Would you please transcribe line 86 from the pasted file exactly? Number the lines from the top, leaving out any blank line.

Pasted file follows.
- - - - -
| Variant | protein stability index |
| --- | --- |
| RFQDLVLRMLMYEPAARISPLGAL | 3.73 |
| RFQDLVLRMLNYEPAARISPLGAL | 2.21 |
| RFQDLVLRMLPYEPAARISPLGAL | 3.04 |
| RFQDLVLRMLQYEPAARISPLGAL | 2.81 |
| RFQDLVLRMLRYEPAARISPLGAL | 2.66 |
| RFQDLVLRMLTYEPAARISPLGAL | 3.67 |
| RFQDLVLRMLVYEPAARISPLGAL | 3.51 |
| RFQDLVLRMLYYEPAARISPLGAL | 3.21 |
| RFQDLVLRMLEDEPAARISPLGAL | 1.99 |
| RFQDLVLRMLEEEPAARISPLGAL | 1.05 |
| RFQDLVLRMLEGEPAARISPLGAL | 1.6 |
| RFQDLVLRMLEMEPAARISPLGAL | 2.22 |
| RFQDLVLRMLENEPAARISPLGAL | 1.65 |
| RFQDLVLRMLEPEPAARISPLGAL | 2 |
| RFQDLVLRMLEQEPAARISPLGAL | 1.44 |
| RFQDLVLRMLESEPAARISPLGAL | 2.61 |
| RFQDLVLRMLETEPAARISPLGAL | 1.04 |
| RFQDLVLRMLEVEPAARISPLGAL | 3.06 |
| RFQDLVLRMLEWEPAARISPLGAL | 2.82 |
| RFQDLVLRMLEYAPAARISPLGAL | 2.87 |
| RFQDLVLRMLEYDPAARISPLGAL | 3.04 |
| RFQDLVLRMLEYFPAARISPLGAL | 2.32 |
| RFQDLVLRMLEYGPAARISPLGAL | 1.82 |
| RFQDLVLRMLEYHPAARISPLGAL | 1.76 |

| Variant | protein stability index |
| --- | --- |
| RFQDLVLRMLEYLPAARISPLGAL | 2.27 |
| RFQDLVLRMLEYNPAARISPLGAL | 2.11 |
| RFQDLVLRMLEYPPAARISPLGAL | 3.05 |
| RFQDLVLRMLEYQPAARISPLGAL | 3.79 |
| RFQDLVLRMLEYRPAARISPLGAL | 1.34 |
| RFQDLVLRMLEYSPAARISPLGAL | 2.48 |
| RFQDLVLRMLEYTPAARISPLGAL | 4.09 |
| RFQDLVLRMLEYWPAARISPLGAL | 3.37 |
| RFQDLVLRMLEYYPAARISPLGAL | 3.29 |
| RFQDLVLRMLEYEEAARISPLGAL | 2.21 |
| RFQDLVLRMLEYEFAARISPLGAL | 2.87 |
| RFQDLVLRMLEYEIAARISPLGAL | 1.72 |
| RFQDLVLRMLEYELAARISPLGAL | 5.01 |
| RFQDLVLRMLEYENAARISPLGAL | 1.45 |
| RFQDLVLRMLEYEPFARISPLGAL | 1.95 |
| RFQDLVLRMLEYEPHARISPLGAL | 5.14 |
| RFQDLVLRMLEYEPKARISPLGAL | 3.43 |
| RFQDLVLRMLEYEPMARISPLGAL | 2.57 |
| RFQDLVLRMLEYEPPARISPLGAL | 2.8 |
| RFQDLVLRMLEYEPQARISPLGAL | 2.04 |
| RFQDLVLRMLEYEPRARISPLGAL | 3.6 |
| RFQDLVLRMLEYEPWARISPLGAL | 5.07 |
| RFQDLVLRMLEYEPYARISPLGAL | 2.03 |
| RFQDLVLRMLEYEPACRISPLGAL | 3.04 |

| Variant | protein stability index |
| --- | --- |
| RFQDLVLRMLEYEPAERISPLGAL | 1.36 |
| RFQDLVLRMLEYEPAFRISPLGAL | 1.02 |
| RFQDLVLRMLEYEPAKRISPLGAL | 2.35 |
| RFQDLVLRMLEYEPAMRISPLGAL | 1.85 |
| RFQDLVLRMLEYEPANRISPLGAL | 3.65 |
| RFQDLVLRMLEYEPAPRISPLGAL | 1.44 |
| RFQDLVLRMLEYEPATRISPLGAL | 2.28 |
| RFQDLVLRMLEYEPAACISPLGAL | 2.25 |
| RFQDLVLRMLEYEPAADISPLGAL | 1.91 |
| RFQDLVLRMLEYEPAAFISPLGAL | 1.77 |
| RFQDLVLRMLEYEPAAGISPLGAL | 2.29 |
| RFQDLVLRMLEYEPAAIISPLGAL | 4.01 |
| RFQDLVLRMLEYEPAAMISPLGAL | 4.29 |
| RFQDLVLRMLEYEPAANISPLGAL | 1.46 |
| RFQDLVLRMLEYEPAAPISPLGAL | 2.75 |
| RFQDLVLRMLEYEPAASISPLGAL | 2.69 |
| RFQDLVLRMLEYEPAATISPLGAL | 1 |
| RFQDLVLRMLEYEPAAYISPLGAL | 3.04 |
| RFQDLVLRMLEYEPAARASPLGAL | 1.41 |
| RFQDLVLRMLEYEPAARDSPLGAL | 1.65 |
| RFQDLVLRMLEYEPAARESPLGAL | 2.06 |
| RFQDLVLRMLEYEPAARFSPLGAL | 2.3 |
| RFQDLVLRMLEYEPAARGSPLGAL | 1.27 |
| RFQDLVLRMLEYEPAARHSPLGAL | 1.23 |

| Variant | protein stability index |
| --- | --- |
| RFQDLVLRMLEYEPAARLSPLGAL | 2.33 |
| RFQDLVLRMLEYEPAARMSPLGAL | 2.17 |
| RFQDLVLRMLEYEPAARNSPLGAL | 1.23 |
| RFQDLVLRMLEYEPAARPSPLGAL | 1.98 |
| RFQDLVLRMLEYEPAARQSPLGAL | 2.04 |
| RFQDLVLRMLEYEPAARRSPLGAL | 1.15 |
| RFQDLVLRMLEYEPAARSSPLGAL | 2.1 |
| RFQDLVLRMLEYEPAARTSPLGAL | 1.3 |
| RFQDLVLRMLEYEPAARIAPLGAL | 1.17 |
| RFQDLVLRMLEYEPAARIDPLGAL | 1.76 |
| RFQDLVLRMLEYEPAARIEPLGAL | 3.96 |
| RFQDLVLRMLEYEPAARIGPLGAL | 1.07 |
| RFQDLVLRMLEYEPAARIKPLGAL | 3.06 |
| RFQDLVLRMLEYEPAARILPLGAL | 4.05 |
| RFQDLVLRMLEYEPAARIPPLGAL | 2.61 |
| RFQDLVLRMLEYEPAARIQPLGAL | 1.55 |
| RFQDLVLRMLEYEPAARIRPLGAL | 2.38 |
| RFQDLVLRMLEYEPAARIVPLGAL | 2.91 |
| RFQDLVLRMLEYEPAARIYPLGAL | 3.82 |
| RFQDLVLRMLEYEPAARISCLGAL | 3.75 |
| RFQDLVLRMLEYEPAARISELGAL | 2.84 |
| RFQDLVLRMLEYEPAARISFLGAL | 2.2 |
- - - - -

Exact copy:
| RFQDLVLRMLEYEPAARRSPLGAL | 1.15 |